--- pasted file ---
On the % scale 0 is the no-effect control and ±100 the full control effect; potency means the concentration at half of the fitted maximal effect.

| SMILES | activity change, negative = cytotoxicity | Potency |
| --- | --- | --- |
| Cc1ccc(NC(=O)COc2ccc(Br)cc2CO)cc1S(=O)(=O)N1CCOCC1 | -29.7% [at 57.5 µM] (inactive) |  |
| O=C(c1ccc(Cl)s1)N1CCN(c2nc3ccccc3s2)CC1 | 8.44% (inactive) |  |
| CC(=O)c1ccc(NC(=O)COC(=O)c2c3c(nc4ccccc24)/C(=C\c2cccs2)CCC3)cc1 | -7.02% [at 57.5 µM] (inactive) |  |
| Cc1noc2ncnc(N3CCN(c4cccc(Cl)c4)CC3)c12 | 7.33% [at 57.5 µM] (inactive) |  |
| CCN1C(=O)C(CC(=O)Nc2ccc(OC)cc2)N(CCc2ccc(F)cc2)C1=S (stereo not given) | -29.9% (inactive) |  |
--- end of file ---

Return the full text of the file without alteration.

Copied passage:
On the % scale 0 is the no-effect control and ±100 the full control effect; potency means the concentration at half of the fitted maximal effect.

| SMILES | activity change, negative = cytotoxicity | Potency |
| --- | --- | --- |
| Cc1ccc(NC(=O)COc2ccc(Br)cc2CO)cc1S(=O)(=O)N1CCOCC1 | -29.7% [at 57.5 µM] (inactive) |  |
| O=C(c1ccc(Cl)s1)N1CCN(c2nc3ccccc3s2)CC1 | 8.44% (inactive) |  |
| CC(=O)c1ccc(NC(=O)COC(=O)c2c3c(nc4ccccc24)/C(=C\c2cccs2)CCC3)cc1 | -7.02% [at 57.5 µM] (inactive) |  |
| Cc1noc2ncnc(N3CCN(c4cccc(Cl)c4)CC3)c12 | 7.33% [at 57.5 µM] (inactive) |  |
| CCN1C(=O)C(CC(=O)Nc2ccc(OC)cc2)N(CCc2ccc(F)cc2)C1=S (stereo not given) | -29.9% (inactive) |  |